I think MySpace and Facebook have their place but I’m betting that the next big breaking-an-act-in-a-new-way thing will come via ReverbNation. But there are other people better qualified than me to make these sorts of judgements.


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I’ve no idea how far this will go or where it’s leading but I encourage you to drop in on me and see from time to time. And to spend time on your stuff and not be scared of the time it takes.

And one final thought. I’m actually enjoying making music now. Something that I can’t say was always true in the past. And maybe that’s the most important thing now I come to think of it.

Afterthought

I was watching some old music footage from the sixties recently and was reminded how strangely uncomfortable the artists were with the promotion process. They looked awkward on TV as if this was an afterthought to the creative process of making records, which was probably true.

And it made me wonder if things haven’t turned full circle. I feel like I often see artists who’ve spent more time thinking about the TV/promotion side of things than the recording. Maybe that’s because it’s easier to make great sounding records these days. Maybe it’s because things like audio quality are less important in an age of mp3.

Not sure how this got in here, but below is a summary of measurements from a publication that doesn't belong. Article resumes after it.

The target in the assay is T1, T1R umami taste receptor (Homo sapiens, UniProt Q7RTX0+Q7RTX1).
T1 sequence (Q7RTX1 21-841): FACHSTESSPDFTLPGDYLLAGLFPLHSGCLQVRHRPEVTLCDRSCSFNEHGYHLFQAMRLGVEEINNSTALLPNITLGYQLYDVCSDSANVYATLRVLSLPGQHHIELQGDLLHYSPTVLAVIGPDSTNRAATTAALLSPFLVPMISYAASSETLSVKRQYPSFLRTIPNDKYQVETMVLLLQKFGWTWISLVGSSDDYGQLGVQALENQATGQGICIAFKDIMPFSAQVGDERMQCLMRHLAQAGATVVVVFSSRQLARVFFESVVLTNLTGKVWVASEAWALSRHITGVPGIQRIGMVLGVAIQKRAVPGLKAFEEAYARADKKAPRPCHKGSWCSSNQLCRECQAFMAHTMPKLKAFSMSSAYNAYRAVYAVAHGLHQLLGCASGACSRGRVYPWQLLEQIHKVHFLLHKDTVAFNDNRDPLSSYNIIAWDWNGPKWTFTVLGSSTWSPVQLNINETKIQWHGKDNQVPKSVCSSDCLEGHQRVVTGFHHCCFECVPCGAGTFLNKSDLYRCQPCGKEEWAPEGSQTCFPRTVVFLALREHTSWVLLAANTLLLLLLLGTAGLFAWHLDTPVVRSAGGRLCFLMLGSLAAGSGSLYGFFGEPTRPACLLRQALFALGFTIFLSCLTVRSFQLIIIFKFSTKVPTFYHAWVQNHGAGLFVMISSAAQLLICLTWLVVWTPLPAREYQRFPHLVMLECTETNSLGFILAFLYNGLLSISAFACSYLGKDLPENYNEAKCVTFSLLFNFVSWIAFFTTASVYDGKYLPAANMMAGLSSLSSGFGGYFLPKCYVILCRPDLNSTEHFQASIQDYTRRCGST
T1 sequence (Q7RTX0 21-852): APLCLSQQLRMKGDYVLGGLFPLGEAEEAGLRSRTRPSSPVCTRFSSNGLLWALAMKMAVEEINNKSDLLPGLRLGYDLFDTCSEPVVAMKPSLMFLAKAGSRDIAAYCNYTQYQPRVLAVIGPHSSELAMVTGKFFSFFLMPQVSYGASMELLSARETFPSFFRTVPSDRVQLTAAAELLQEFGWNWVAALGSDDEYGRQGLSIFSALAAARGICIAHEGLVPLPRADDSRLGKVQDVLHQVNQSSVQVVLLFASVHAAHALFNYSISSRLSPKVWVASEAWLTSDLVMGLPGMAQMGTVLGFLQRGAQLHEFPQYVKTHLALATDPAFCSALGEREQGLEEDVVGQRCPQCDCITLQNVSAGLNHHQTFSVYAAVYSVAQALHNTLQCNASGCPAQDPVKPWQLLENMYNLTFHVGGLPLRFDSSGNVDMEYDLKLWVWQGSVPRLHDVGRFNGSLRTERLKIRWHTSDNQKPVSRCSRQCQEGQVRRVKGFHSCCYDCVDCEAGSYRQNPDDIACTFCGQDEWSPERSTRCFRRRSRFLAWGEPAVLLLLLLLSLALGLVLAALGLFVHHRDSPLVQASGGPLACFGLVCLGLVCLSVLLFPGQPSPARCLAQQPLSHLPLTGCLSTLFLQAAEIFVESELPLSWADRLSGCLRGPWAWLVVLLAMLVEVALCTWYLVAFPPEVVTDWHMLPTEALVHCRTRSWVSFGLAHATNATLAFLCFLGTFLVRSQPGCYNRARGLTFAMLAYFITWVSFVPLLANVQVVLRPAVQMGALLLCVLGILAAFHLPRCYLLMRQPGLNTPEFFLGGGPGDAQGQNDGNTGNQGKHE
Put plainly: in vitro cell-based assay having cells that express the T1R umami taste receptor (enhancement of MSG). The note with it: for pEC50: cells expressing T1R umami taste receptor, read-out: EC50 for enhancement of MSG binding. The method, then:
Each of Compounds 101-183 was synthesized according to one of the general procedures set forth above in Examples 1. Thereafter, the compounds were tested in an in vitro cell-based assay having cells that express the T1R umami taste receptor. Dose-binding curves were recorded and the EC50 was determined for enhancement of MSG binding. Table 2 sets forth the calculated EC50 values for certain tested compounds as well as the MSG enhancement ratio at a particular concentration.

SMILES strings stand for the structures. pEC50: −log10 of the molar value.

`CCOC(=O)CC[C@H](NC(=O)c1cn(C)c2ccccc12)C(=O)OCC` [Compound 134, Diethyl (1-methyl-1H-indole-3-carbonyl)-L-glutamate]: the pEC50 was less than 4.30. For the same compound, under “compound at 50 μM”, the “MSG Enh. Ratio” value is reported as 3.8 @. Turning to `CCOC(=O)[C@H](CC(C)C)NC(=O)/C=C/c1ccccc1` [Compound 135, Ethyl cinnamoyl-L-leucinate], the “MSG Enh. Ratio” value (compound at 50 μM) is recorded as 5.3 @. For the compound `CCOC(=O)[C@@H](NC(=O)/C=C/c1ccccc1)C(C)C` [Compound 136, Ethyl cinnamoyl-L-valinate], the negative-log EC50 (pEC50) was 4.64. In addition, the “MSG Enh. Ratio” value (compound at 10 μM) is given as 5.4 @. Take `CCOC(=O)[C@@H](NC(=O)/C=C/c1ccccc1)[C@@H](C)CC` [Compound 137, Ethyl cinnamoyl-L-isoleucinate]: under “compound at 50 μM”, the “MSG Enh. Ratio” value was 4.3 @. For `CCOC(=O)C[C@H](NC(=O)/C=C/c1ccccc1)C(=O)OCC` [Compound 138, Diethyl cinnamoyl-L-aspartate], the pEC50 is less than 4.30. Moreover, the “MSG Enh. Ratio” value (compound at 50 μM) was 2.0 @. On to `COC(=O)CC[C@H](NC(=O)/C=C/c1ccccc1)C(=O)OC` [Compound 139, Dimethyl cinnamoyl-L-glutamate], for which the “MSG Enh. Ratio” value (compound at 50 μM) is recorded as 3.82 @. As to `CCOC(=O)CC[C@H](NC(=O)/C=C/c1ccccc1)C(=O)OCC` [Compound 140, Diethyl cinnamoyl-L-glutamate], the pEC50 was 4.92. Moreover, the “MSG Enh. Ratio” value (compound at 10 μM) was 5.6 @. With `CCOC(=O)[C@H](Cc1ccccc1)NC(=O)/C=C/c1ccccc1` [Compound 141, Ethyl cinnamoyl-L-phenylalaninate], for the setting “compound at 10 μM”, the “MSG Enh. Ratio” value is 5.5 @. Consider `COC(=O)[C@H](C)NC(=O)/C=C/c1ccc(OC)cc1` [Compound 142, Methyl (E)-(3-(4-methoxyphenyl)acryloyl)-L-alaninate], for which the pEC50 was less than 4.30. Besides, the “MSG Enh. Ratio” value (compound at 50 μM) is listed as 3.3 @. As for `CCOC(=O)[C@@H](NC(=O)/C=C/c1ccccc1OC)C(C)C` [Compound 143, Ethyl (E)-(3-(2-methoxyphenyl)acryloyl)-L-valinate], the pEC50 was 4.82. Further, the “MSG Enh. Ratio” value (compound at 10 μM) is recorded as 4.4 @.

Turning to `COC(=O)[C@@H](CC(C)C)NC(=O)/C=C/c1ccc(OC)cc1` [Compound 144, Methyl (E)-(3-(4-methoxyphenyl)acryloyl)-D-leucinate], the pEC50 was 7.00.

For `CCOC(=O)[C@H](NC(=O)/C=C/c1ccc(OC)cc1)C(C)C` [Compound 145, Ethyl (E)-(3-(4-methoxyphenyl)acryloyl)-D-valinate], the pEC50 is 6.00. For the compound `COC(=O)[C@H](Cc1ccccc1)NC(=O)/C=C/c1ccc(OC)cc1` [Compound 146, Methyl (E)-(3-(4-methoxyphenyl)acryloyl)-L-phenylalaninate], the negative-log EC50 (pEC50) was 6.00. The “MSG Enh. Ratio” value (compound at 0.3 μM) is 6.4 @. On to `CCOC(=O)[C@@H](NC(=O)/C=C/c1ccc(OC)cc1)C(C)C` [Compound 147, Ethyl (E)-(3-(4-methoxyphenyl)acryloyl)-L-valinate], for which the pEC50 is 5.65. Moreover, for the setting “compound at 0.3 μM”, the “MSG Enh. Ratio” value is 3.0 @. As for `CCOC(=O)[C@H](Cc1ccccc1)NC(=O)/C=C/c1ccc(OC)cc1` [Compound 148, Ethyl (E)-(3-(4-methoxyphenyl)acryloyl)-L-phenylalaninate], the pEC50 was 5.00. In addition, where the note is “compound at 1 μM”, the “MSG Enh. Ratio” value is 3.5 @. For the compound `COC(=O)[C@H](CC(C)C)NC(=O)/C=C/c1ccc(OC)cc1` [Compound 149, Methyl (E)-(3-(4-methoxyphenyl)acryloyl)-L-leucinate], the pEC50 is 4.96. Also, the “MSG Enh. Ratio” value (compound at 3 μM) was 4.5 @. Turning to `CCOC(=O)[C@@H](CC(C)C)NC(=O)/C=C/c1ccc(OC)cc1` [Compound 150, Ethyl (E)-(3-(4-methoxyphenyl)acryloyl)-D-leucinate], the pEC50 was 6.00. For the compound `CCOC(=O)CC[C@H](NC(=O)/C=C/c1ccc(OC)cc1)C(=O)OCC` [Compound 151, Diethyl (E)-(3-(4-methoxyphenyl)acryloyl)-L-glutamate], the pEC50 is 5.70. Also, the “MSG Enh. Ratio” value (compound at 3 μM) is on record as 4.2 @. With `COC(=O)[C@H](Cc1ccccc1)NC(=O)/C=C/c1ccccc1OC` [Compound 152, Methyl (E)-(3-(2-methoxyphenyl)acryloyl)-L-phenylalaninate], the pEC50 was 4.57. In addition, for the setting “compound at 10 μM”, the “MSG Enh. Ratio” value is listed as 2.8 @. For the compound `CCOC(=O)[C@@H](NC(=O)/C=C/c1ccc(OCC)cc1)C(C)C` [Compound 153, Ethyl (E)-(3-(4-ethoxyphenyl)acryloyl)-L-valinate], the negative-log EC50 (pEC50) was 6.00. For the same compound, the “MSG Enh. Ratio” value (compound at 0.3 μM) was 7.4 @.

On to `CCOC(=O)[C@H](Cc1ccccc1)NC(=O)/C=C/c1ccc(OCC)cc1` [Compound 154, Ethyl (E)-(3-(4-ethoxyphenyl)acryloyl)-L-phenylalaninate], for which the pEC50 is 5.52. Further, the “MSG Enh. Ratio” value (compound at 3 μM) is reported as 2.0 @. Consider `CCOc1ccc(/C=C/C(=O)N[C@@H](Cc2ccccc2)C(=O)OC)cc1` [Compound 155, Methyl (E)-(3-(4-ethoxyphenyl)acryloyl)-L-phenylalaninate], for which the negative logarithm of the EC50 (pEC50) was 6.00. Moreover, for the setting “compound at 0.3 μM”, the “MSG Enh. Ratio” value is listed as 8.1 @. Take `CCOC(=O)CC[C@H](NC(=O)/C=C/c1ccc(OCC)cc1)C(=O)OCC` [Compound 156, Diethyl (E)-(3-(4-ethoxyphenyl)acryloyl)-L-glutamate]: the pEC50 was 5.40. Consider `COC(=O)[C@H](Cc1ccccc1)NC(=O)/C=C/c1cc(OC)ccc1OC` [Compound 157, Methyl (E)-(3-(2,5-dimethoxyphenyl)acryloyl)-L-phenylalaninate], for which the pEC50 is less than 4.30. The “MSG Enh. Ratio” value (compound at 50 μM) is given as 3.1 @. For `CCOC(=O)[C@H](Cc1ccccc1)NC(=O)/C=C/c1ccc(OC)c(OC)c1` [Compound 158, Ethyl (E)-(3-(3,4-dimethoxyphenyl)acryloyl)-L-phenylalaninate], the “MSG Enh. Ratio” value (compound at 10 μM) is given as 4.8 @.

But maybe in an age of SMEs, what we really need to go back to is focusing on the recording. Maybe we just need to think about making records that sound great and make us feel something without the need for promotion to make it sell. An ‘if you build it they will come’ idea of sorts. Or at least the idea that in a market the size of the internet you don’t need to worry about the lowest common denominator?

http://frankjoshua.blogspot.com/

Eric Hebert

Founder and Lead Digital Strategist

6 Responses

  1. Eric Hebert says:

    Thanks for the contribution Frank, and I am enjoying your stuff – nice and mellow while I lounge about and catch up on work. Keep it up!

  2. Ray Martin says:

    Enjoyed reading your post whilst listening to your chilled laid back tracks.

    Couldn’t agree more with you,the music charts these days are full of poster boys and puppets who the main criteria seems to be that they can dance and look good on tv,before any musical ability and you just have to look at most videos to see that they use sex to sell the product,just turn the sound to mute whilst watching the top 40 and you really notice it.

    The thing was in the past when you looked at a band on tv they were real and all played an instrument and it didnt matter how they looked as they were judged on musical ability
    not how photogenic they were as is the case nowadays.

    Sadly there is a lot of real bands and artists out there and hopefully the people will search us out and not be blinded by the bling that is fed by the media.

    Good luck to you and your independent spirit,

    all the best

    SHIFTER X

  3. Your stuff sounds great, man. I like it. Good luck with your new endeavors. From what you’ve got here it sounds like your producer definitely knows his stuff.